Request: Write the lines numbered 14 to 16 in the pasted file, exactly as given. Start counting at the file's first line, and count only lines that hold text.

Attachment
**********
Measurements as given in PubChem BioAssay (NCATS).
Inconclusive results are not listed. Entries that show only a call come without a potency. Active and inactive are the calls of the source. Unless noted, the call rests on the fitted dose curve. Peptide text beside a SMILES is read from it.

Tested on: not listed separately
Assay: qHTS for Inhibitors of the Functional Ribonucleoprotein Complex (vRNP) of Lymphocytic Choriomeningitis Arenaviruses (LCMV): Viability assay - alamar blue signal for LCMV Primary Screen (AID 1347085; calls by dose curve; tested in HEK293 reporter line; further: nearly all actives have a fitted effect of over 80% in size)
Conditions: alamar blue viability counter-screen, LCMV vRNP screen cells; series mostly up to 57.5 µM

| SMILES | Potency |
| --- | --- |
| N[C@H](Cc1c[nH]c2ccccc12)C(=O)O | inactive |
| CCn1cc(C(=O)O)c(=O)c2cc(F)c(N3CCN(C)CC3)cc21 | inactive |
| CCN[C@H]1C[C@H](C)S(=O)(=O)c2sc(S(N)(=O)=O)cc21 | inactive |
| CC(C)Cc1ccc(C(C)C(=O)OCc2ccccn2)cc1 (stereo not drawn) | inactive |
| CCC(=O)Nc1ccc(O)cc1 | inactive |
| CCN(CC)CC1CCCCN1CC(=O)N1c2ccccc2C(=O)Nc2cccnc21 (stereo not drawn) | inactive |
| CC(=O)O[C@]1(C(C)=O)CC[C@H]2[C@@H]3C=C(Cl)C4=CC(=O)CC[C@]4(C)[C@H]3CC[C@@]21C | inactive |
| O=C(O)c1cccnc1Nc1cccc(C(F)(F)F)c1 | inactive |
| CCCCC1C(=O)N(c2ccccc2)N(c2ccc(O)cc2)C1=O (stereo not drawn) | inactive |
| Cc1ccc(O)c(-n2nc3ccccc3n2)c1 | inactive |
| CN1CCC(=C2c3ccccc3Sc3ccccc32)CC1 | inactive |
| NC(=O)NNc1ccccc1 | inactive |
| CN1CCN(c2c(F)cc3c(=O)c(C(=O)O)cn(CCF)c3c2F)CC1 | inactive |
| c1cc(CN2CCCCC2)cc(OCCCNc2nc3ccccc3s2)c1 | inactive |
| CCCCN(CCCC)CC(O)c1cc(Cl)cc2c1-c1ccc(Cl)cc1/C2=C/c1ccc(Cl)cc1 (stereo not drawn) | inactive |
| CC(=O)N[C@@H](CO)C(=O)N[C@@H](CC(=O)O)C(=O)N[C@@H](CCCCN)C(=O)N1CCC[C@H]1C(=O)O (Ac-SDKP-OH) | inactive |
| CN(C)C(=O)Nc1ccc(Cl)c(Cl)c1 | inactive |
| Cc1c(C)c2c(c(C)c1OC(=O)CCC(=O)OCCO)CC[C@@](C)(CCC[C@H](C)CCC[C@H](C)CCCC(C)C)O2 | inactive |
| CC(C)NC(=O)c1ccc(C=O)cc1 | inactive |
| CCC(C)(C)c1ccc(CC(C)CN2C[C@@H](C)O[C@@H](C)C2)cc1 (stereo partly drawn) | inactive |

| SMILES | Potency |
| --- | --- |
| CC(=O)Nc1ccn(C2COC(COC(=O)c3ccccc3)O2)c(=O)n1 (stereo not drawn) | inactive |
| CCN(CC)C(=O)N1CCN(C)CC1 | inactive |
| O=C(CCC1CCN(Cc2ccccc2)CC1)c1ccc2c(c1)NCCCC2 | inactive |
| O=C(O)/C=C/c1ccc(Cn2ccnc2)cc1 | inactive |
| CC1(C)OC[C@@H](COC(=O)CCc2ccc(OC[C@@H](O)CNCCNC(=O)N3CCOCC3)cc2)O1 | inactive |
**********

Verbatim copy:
| CC(=O)O[C@]1(C(C)=O)CC[C@H]2[C@@H]3C=C(Cl)C4=CC(=O)CC[C@]4(C)[C@H]3CC[C@@]21C | inactive |
| O=C(O)c1cccnc1Nc1cccc(C(F)(F)F)c1 | inactive |
| CCCCC1C(=O)N(c2ccccc2)N(c2ccc(O)cc2)C1=O (stereo not drawn) | inactive |